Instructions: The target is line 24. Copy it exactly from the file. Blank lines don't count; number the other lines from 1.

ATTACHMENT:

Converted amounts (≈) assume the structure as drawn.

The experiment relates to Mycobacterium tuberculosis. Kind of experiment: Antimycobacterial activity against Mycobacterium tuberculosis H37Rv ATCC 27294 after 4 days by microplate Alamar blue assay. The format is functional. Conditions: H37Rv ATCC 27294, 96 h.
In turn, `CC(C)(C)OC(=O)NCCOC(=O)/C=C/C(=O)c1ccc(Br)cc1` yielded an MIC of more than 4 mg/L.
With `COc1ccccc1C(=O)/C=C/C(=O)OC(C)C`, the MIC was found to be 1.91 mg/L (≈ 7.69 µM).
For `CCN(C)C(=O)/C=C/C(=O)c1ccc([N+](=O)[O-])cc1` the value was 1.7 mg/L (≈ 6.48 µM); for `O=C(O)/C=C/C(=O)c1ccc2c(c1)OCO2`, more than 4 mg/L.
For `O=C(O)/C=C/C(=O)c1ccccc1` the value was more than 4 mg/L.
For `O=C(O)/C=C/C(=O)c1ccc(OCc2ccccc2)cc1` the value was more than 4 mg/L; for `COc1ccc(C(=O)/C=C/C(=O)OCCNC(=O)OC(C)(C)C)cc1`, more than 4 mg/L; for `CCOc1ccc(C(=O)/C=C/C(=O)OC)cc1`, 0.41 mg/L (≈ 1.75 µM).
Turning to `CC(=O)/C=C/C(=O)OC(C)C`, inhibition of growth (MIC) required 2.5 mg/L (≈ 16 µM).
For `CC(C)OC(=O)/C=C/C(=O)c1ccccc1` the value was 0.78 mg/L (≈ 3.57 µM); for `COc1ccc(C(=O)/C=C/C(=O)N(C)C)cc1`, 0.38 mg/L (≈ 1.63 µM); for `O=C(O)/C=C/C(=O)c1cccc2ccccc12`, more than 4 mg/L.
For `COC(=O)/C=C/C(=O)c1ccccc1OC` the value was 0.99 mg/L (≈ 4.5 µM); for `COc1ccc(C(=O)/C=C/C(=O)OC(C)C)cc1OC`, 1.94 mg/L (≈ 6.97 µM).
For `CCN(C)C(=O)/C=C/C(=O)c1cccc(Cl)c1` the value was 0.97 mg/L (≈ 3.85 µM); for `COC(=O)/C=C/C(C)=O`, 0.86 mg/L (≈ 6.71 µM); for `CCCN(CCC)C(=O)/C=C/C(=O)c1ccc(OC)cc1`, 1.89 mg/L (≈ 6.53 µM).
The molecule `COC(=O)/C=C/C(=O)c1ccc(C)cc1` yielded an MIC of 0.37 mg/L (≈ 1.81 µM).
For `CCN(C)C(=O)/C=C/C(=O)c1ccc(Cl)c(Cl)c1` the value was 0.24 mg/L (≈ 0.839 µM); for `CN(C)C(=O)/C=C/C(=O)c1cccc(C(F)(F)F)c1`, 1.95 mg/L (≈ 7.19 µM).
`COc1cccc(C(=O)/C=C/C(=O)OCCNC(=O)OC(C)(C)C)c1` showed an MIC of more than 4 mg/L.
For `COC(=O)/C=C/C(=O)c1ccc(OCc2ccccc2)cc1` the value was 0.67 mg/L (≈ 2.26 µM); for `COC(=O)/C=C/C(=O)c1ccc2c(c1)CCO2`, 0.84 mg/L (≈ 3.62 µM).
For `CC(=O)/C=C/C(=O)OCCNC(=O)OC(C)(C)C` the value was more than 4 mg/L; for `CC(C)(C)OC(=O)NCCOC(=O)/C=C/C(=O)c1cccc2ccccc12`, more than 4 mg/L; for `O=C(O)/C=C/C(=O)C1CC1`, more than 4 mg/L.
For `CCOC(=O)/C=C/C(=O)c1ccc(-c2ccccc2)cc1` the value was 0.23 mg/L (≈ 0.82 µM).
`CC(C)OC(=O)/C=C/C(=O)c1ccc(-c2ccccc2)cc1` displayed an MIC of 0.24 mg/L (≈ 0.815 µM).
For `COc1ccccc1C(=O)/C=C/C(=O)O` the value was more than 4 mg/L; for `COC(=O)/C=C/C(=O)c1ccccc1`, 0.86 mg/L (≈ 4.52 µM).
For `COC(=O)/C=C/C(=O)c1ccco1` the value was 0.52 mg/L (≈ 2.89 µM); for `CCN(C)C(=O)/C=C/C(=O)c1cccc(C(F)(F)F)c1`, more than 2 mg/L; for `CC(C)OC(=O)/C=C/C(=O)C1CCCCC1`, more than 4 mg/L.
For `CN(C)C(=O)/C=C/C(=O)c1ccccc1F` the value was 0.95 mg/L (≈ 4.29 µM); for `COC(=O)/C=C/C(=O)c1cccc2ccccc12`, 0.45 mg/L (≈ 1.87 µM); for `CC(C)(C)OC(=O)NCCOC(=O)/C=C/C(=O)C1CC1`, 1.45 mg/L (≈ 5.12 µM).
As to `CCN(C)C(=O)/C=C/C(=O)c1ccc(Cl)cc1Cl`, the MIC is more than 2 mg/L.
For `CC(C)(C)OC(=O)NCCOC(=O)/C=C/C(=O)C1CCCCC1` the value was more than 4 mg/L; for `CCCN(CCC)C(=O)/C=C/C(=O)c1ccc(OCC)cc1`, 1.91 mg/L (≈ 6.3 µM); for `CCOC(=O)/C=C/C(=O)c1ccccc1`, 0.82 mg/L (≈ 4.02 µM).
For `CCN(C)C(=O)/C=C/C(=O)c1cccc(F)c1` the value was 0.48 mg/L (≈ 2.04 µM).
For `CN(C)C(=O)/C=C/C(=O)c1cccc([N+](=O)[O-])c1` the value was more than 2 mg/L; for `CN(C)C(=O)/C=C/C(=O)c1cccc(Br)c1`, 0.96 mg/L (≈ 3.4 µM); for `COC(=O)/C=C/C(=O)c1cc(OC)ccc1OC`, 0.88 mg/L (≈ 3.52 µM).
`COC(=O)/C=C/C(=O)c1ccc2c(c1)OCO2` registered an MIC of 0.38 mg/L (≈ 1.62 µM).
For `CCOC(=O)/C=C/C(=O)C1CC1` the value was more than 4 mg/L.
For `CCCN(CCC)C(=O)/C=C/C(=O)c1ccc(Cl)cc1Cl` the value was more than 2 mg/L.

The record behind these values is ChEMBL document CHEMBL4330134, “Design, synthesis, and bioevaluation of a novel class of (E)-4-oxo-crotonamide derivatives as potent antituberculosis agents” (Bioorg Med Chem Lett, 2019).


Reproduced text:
For `CCN(C)C(=O)/C=C/C(=O)c1cccc(F)c1` the value was 0.48 mg/L (≈ 2.04 µM).